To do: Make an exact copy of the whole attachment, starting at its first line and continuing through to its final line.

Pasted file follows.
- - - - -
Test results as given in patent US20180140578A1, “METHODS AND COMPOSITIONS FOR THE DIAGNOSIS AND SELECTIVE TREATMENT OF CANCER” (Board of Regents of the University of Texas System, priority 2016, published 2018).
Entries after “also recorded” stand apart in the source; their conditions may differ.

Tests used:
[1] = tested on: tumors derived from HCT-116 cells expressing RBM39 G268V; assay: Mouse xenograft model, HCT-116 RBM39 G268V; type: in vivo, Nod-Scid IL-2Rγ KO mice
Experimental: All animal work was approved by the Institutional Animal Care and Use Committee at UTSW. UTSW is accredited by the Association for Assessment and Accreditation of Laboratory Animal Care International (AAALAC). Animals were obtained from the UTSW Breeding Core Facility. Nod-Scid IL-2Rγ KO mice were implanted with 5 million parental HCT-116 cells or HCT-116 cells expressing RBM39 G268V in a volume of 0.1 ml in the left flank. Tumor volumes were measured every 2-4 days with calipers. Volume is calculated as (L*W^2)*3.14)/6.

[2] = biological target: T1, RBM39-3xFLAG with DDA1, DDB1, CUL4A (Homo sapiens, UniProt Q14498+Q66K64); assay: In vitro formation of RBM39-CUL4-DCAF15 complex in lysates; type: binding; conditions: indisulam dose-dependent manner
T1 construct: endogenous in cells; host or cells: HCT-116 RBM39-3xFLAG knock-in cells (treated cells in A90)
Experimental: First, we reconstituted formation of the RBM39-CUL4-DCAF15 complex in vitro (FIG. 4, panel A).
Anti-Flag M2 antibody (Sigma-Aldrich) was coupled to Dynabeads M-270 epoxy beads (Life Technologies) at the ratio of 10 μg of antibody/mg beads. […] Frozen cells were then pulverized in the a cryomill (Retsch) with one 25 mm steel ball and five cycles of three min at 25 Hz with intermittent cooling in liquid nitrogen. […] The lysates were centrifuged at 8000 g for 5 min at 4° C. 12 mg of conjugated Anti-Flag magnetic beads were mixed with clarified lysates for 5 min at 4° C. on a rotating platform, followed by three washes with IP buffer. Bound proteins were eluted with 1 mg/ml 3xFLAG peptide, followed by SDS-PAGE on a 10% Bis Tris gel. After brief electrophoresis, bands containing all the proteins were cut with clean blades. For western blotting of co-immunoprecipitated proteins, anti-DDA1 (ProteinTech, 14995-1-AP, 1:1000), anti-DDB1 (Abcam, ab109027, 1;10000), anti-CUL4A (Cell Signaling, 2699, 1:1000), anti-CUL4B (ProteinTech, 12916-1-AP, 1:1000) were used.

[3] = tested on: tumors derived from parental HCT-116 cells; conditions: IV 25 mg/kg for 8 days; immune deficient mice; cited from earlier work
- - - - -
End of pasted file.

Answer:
Test results as given in patent US20180140578A1, “METHODS AND COMPOSITIONS FOR THE DIAGNOSIS AND SELECTIVE TREATMENT OF CANCER” (Board of Regents of the University of Texas System, priority 2016, published 2018).
Entries after “also recorded” stand apart in the source; their conditions may differ.

Tests used:
[1] = tested on: tumors derived from HCT-116 cells expressing RBM39 G268V; assay: Mouse xenograft model, HCT-116 RBM39 G268V; type: in vivo, Nod-Scid IL-2Rγ KO mice
Experimental: All animal work was approved by the Institutional Animal Care and Use Committee at UTSW. UTSW is accredited by the Association for Assessment and Accreditation of Laboratory Animal Care International (AAALAC). Animals were obtained from the UTSW Breeding Core Facility. Nod-Scid IL-2Rγ KO mice were implanted with 5 million parental HCT-116 cells or HCT-116 cells expressing RBM39 G268V in a volume of 0.1 ml in the left flank. Tumor volumes were measured every 2-4 days with calipers. Volume is calculated as (L*W^2)*3.14)/6.

[2] = biological target: T1, RBM39-3xFLAG with DDA1, DDB1, CUL4A (Homo sapiens, UniProt Q14498+Q66K64); assay: In vitro formation of RBM39-CUL4-DCAF15 complex in lysates; type: binding; conditions: indisulam dose-dependent manner
T1 construct: endogenous in cells; host or cells: HCT-116 RBM39-3xFLAG knock-in cells (treated cells in A90)
Experimental: First, we reconstituted formation of the RBM39-CUL4-DCAF15 complex in vitro (FIG. 4, panel A).
Anti-Flag M2 antibody (Sigma-Aldrich) was coupled to Dynabeads M-270 epoxy beads (Life Technologies) at the ratio of 10 μg of antibody/mg beads. […] Frozen cells were then pulverized in the a cryomill (Retsch) with one 25 mm steel ball and five cycles of three min at 25 Hz with intermittent cooling in liquid nitrogen. […] The lysates were centrifuged at 8000 g for 5 min at 4° C. 12 mg of conjugated Anti-Flag magnetic beads were mixed with clarified lysates for 5 min at 4° C. on a rotating platform, followed by three washes with IP buffer. Bound proteins were eluted with 1 mg/ml 3xFLAG peptide, followed by SDS-PAGE on a 10% Bis Tris gel. After brief electrophoresis, bands containing all the proteins were cut with clean blades. For western blotting of co-immunoprecipitated proteins, anti-DDA1 (ProteinTech, 14995-1-AP, 1:1000), anti-DDB1 (Abcam, ab109027, 1;10000), anti-CUL4A (Cell Signaling, 2699, 1:1000), anti-CUL4B (ProteinTech, 12916-1-AP, 1:1000) were used.

[3] = tested on: tumors derived from parental HCT-116 cells; conditions: IV 25 mg/kg for 8 days; immune deficient mice; cited from earlier work